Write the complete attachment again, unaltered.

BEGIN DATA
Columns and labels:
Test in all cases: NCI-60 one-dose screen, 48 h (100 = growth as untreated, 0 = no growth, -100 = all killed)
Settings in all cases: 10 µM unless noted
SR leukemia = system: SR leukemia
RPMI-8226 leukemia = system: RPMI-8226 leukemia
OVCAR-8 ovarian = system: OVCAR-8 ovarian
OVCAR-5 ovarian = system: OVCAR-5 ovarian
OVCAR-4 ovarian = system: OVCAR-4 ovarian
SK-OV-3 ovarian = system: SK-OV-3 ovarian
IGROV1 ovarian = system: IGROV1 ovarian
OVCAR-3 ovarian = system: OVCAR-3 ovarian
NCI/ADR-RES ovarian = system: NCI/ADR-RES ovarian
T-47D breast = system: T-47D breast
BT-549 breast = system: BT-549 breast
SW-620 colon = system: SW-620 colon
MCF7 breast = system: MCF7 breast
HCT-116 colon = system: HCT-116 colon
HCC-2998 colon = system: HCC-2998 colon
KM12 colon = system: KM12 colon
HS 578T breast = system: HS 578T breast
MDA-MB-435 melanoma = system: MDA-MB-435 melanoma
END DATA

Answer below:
Columns and labels:
Test in all cases: NCI-60 one-dose screen, 48 h (100 = growth as untreated, 0 = no growth, -100 = all killed)
Settings in all cases: 10 µM unless noted
SR leukemia = system: SR leukemia
RPMI-8226 leukemia = system: RPMI-8226 leukemia
OVCAR-8 ovarian = system: OVCAR-8 ovarian
OVCAR-5 ovarian = system: OVCAR-5 ovarian
OVCAR-4 ovarian = system: OVCAR-4 ovarian
SK-OV-3 ovarian = system: SK-OV-3 ovarian
IGROV1 ovarian = system: IGROV1 ovarian
OVCAR-3 ovarian = system: OVCAR-3 ovarian
NCI/ADR-RES ovarian = system: NCI/ADR-RES ovarian
T-47D breast = system: T-47D breast
BT-549 breast = system: BT-549 breast
SW-620 colon = system: SW-620 colon
MCF7 breast = system: MCF7 breast
HCT-116 colon = system: HCT-116 colon
HCC-2998 colon = system: HCC-2998 colon
KM12 colon = system: KM12 colon
HS 578T breast = system: HS 578T breast
MDA-MB-435 melanoma = system: MDA-MB-435 melanoma